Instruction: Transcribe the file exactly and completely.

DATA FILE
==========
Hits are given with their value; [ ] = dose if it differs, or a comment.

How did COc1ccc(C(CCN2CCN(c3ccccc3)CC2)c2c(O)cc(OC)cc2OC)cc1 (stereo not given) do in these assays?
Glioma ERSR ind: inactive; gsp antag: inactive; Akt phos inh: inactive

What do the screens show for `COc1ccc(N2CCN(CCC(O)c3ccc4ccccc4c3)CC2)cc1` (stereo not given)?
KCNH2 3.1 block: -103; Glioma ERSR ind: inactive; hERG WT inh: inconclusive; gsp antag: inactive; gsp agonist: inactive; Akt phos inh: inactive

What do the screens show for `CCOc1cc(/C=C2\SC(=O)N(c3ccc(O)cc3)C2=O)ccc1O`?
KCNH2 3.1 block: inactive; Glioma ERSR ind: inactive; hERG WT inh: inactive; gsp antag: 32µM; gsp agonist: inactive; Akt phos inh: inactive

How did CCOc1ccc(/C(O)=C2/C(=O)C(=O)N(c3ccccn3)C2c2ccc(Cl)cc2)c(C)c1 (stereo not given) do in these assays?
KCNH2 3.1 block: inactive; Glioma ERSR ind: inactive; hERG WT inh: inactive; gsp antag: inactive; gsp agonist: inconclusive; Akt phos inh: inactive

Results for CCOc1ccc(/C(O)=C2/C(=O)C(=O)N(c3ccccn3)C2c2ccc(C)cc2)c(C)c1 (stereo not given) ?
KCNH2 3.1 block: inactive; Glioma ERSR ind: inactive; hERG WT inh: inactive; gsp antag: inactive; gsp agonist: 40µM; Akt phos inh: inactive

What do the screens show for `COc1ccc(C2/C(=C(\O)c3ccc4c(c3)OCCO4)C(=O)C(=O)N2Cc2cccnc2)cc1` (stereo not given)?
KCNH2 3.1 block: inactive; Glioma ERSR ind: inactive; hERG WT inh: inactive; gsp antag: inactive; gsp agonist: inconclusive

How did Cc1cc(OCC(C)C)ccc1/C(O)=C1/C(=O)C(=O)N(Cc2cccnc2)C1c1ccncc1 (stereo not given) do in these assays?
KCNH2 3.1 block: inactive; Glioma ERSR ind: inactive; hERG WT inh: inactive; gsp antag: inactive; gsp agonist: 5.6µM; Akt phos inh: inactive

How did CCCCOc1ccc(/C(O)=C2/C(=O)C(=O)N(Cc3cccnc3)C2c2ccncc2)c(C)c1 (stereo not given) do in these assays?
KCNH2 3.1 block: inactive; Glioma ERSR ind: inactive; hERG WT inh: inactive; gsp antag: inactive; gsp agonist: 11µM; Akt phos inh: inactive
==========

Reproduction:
Hits are given with their value; [ ] = dose if it differs, or a comment.

How did COc1ccc(C(CCN2CCN(c3ccccc3)CC2)c2c(O)cc(OC)cc2OC)cc1 (stereo not given) do in these assays?
Glioma ERSR ind: inactive; gsp antag: inactive; Akt phos inh: inactive

What do the screens show for `COc1ccc(N2CCN(CCC(O)c3ccc4ccccc4c3)CC2)cc1` (stereo not given)?
KCNH2 3.1 block: -103; Glioma ERSR ind: inactive; hERG WT inh: inconclusive; gsp antag: inactive; gsp agonist: inactive; Akt phos inh: inactive

What do the screens show for `CCOc1cc(/C=C2\SC(=O)N(c3ccc(O)cc3)C2=O)ccc1O`?
KCNH2 3.1 block: inactive; Glioma ERSR ind: inactive; hERG WT inh: inactive; gsp antag: 32µM; gsp agonist: inactive; Akt phos inh: inactive

How did CCOc1ccc(/C(O)=C2/C(=O)C(=O)N(c3ccccn3)C2c2ccc(Cl)cc2)c(C)c1 (stereo not given) do in these assays?
KCNH2 3.1 block: inactive; Glioma ERSR ind: inactive; hERG WT inh: inactive; gsp antag: inactive; gsp agonist: inconclusive; Akt phos inh: inactive

Results for CCOc1ccc(/C(O)=C2/C(=O)C(=O)N(c3ccccn3)C2c2ccc(C)cc2)c(C)c1 (stereo not given) ?
KCNH2 3.1 block: inactive; Glioma ERSR ind: inactive; hERG WT inh: inactive; gsp antag: inactive; gsp agonist: 40µM; Akt phos inh: inactive

What do the screens show for `COc1ccc(C2/C(=C(\O)c3ccc4c(c3)OCCO4)C(=O)C(=O)N2Cc2cccnc2)cc1` (stereo not given)?
KCNH2 3.1 block: inactive; Glioma ERSR ind: inactive; hERG WT inh: inactive; gsp antag: inactive; gsp agonist: inconclusive

How did Cc1cc(OCC(C)C)ccc1/C(O)=C1/C(=O)C(=O)N(Cc2cccnc2)C1c1ccncc1 (stereo not given) do in these assays?
KCNH2 3.1 block: inactive; Glioma ERSR ind: inactive; hERG WT inh: inactive; gsp antag: inactive; gsp agonist: 5.6µM; Akt phos inh: inactive

How did CCCCOc1ccc(/C(O)=C2/C(=O)C(=O)N(Cc3cccnc3)C2c2ccncc2)c(C)c1 (stereo not given) do in these assays?
KCNH2 3.1 block: inactive; Glioma ERSR ind: inactive; hERG WT inh: inactive; gsp antag: inactive; gsp agonist: 11µM; Akt phos inh: inactive